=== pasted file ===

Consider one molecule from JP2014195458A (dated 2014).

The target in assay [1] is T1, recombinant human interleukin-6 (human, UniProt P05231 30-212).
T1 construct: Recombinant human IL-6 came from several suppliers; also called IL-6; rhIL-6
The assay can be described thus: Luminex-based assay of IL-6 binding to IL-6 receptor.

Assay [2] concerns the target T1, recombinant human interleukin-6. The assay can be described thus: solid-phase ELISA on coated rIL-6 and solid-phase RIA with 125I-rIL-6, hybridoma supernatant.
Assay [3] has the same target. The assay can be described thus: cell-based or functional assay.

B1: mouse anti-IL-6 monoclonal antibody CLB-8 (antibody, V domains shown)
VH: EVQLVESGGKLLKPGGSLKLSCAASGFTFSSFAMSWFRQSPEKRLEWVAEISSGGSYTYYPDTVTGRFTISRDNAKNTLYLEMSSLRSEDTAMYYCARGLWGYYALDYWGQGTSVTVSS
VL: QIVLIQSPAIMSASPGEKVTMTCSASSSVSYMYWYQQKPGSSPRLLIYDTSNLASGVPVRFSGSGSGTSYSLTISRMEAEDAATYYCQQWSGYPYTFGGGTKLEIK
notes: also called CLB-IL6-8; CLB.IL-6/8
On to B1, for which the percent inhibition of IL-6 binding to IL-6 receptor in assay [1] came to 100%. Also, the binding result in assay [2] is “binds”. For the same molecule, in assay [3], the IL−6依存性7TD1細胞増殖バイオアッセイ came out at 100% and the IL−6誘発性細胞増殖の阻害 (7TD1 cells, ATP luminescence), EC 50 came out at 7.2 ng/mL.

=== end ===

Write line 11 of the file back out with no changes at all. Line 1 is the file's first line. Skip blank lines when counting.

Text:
On to B1, for which the percent inhibition of IL-6 binding to IL-6 receptor in assay [1] came to 100%. Also, the binding result in assay [2] is “binds”. For the same molecule, in assay [3], the IL−6依存性7TD1細胞増殖バイオアッセイ came out at 100% and the IL−6誘発性細胞増殖の阻害 (7TD1 cells, ATP luminescence), EC 50 came out at 7.2 ng/mL.